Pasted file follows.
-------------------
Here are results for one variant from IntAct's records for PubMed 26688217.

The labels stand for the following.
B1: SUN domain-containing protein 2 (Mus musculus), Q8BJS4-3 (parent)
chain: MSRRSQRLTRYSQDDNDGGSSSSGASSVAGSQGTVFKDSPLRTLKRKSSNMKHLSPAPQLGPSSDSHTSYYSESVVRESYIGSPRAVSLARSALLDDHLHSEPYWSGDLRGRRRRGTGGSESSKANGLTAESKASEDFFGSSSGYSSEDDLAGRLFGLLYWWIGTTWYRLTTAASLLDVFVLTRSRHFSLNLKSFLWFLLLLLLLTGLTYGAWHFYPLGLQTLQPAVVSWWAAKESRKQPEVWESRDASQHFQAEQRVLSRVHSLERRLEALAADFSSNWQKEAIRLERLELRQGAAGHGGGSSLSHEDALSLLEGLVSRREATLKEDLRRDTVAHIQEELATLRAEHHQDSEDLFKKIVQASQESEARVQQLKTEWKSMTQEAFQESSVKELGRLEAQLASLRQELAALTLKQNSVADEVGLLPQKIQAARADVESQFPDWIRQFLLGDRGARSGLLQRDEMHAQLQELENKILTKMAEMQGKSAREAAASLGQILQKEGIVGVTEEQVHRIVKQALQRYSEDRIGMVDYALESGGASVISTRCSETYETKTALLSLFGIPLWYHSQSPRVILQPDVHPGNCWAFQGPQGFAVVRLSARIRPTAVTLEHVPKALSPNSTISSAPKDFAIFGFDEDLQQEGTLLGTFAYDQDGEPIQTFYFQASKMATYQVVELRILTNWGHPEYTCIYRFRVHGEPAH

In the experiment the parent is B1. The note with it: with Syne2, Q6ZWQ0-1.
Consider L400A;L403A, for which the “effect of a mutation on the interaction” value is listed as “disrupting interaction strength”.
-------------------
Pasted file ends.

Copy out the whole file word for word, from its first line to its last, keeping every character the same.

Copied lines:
Here are results for one variant from IntAct's records for PubMed 26688217.

The labels stand for the following.
B1: SUN domain-containing protein 2 (Mus musculus), Q8BJS4-3 (parent)
chain: MSRRSQRLTRYSQDDNDGGSSSSGASSVAGSQGTVFKDSPLRTLKRKSSNMKHLSPAPQLGPSSDSHTSYYSESVVRESYIGSPRAVSLARSALLDDHLHSEPYWSGDLRGRRRRGTGGSESSKANGLTAESKASEDFFGSSSGYSSEDDLAGRLFGLLYWWIGTTWYRLTTAASLLDVFVLTRSRHFSLNLKSFLWFLLLLLLLTGLTYGAWHFYPLGLQTLQPAVVSWWAAKESRKQPEVWESRDASQHFQAEQRVLSRVHSLERRLEALAADFSSNWQKEAIRLERLELRQGAAGHGGGSSLSHEDALSLLEGLVSRREATLKEDLRRDTVAHIQEELATLRAEHHQDSEDLFKKIVQASQESEARVQQLKTEWKSMTQEAFQESSVKELGRLEAQLASLRQELAALTLKQNSVADEVGLLPQKIQAARADVESQFPDWIRQFLLGDRGARSGLLQRDEMHAQLQELENKILTKMAEMQGKSAREAAASLGQILQKEGIVGVTEEQVHRIVKQALQRYSEDRIGMVDYALESGGASVISTRCSETYETKTALLSLFGIPLWYHSQSPRVILQPDVHPGNCWAFQGPQGFAVVRLSARIRPTAVTLEHVPKALSPNSTISSAPKDFAIFGFDEDLQQEGTLLGTFAYDQDGEPIQTFYFQASKMATYQVVELRILTNWGHPEYTCIYRFRVHGEPAH

In the experiment the parent is B1. The note with it: with Syne2, Q6ZWQ0-1.
Consider L400A;L403A, for which the “effect of a mutation on the interaction” value is listed as “disrupting interaction strength”.